Anonymous said...

14 July 2012 Last updated at 07:48 ET
Japan floods: 250,000 people ordered to leave homes
About 250,000 people have been ordered to leave their homes to avoid floods caused by torrential rainfall in south-west Japan, officials say.
Flooding and landslides on the southern island of Kyushu have left at least 20 people dead in the past three days.
TV footage showed muddy waters sweeping through homes and streets as rivers burst their banks in the north of the island.
The Japan Meteorological Agency has warned of further rain and landslides.
At least seven people were said to be missing on Friday, Japanese media said. Japan's Self-Defence Forces have been brought in to help search for the missing.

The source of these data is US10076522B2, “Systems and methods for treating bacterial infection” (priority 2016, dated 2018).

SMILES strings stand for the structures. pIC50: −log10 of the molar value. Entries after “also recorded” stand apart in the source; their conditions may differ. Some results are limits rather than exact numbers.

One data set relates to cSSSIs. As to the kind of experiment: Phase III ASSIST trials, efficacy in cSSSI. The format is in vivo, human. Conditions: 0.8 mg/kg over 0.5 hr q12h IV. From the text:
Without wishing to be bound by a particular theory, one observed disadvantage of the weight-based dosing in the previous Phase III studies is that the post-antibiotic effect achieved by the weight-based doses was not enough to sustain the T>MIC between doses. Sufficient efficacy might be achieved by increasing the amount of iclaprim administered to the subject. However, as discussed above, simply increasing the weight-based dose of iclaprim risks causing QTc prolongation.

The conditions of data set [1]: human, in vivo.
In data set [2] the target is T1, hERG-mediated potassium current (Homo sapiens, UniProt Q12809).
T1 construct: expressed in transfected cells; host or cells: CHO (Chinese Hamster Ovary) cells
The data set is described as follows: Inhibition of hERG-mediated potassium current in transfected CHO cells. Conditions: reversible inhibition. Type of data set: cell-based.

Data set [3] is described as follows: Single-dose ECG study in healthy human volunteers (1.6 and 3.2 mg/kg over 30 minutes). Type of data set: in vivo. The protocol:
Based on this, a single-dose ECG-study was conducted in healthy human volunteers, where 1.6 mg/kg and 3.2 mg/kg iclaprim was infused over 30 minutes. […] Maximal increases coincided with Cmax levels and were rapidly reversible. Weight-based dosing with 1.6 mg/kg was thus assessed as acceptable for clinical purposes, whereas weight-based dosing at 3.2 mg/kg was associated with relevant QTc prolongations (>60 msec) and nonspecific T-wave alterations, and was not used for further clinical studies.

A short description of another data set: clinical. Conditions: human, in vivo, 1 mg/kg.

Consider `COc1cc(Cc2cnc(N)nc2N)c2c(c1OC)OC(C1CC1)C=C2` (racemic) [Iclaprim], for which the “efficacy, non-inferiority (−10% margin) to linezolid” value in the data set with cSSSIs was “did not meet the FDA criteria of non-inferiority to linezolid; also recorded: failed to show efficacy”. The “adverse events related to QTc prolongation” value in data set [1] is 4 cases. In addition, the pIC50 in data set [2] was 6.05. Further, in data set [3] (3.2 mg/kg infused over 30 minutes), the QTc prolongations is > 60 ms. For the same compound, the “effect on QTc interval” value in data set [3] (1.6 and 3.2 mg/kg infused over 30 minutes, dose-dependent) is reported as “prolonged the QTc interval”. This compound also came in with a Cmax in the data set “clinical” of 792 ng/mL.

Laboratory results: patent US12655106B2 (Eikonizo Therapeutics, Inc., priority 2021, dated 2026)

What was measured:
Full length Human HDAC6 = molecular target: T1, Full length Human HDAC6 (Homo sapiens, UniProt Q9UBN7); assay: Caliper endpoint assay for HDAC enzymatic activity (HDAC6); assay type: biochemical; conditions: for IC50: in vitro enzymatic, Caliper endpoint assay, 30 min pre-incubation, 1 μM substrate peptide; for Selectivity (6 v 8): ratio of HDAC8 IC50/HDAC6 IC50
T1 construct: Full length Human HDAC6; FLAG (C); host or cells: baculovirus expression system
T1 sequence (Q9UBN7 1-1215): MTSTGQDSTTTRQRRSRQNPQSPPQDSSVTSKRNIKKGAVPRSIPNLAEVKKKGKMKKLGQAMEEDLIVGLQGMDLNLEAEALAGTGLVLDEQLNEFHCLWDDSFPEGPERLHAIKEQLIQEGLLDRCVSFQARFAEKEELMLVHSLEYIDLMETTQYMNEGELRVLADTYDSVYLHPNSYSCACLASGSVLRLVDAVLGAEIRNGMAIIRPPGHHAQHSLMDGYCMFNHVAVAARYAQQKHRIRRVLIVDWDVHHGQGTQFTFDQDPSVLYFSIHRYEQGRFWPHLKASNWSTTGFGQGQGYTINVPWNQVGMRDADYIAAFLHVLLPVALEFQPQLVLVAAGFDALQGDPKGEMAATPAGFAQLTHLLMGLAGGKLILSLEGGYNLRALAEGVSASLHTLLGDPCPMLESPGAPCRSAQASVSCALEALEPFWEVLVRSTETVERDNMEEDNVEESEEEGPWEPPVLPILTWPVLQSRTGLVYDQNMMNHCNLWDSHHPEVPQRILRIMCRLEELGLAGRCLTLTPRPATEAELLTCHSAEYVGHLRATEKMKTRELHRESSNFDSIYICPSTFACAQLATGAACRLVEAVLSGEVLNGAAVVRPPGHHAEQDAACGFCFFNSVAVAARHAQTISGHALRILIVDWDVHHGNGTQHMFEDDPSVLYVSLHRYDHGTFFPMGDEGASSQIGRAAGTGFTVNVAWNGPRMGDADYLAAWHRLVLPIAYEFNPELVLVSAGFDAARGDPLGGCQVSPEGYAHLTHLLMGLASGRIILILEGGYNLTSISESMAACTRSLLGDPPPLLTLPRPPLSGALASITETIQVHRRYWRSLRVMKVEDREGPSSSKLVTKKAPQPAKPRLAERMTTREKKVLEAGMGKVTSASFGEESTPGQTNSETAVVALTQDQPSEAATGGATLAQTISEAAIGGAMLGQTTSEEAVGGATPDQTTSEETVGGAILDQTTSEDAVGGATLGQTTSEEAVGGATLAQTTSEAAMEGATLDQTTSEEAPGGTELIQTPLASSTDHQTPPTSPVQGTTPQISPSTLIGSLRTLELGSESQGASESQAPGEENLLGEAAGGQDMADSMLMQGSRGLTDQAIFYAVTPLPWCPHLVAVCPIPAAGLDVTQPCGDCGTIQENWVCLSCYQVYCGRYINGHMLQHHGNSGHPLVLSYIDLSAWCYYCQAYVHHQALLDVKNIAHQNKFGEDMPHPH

More than 75cm (30in) of rain fell in 72 hours in the city of Aso, in Kumamoto prefecture, according to weather officials quoted by the French news agency AFP.
The evacuation orders affect 85,000 households in the prefectures of Fukuoka, Saga, Kumamoto and Oita, the Kyodo news agency reported.
In Fukuoka prefecture alone, around 190,000 people from 65,000 households were issued the order, with the entire area of the cities of Yanagawa, Yame and Miyama to be evacuated.
Another 140,000 have been advised to vacate their homes as well, AFP quoted local officials as saying.
Those being asked to leave their homes have been told to go to designated shelters such as schools and other facilities, according to the agency.